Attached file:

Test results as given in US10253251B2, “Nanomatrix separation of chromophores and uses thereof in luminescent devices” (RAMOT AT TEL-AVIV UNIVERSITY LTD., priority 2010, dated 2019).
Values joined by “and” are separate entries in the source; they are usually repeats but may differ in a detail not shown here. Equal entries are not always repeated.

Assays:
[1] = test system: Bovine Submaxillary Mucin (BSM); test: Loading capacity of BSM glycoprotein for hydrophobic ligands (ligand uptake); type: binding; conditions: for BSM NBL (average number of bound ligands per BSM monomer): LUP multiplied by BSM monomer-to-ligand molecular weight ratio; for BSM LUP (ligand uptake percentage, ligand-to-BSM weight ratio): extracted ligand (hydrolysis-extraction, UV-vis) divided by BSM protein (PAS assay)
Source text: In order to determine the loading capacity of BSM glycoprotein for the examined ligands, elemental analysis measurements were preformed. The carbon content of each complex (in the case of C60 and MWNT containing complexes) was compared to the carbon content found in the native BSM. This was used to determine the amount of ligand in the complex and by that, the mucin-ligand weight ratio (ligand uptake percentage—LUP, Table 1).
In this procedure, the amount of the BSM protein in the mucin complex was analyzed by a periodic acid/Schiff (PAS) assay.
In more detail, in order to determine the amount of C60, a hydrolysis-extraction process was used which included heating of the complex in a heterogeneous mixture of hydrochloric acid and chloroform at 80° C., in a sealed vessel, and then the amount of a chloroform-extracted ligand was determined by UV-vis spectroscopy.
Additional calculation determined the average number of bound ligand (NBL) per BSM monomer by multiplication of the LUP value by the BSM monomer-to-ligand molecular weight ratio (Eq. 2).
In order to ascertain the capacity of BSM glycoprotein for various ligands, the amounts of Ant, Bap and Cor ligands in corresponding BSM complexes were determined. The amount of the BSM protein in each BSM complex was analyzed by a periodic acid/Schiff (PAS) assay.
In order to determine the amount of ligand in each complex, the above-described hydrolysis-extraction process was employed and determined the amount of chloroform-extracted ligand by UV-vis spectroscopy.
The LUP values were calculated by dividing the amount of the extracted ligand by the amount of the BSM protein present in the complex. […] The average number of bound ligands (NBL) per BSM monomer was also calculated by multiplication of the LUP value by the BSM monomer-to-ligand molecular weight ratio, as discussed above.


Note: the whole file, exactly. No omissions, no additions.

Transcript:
Test results as given in US10253251B2, “Nanomatrix separation of chromophores and uses thereof in luminescent devices” (RAMOT AT TEL-AVIV UNIVERSITY LTD., priority 2010, dated 2019).
Values joined by “and” are separate entries in the source; they are usually repeats but may differ in a detail not shown here. Equal entries are not always repeated.

Assays:
[1] = test system: Bovine Submaxillary Mucin (BSM); test: Loading capacity of BSM glycoprotein for hydrophobic ligands (ligand uptake); type: binding; conditions: for BSM NBL (average number of bound ligands per BSM monomer): LUP multiplied by BSM monomer-to-ligand molecular weight ratio; for BSM LUP (ligand uptake percentage, ligand-to-BSM weight ratio): extracted ligand (hydrolysis-extraction, UV-vis) divided by BSM protein (PAS assay)
Source text: In order to determine the loading capacity of BSM glycoprotein for the examined ligands, elemental analysis measurements were preformed. The carbon content of each complex (in the case of C60 and MWNT containing complexes) was compared to the carbon content found in the native BSM. This was used to determine the amount of ligand in the complex and by that, the mucin-ligand weight ratio (ligand uptake percentage—LUP, Table 1).
In this procedure, the amount of the BSM protein in the mucin complex was analyzed by a periodic acid/Schiff (PAS) assay.
In more detail, in order to determine the amount of C60, a hydrolysis-extraction process was used which included heating of the complex in a heterogeneous mixture of hydrochloric acid and chloroform at 80° C., in a sealed vessel, and then the amount of a chloroform-extracted ligand was determined by UV-vis spectroscopy.
Additional calculation determined the average number of bound ligand (NBL) per BSM monomer by multiplication of the LUP value by the BSM monomer-to-ligand molecular weight ratio (Eq. 2).
In order to ascertain the capacity of BSM glycoprotein for various ligands, the amounts of Ant, Bap and Cor ligands in corresponding BSM complexes were determined. The amount of the BSM protein in each BSM complex was analyzed by a periodic acid/Schiff (PAS) assay.
In order to determine the amount of ligand in each complex, the above-described hydrolysis-extraction process was employed and determined the amount of chloroform-extracted ligand by UV-vis spectroscopy.
The LUP values were calculated by dividing the amount of the extracted ligand by the amount of the BSM protein present in the complex. […] The average number of bound ligands (NBL) per BSM monomer was also calculated by multiplication of the LUP value by the BSM monomer-to-ligand molecular weight ratio, as discussed above.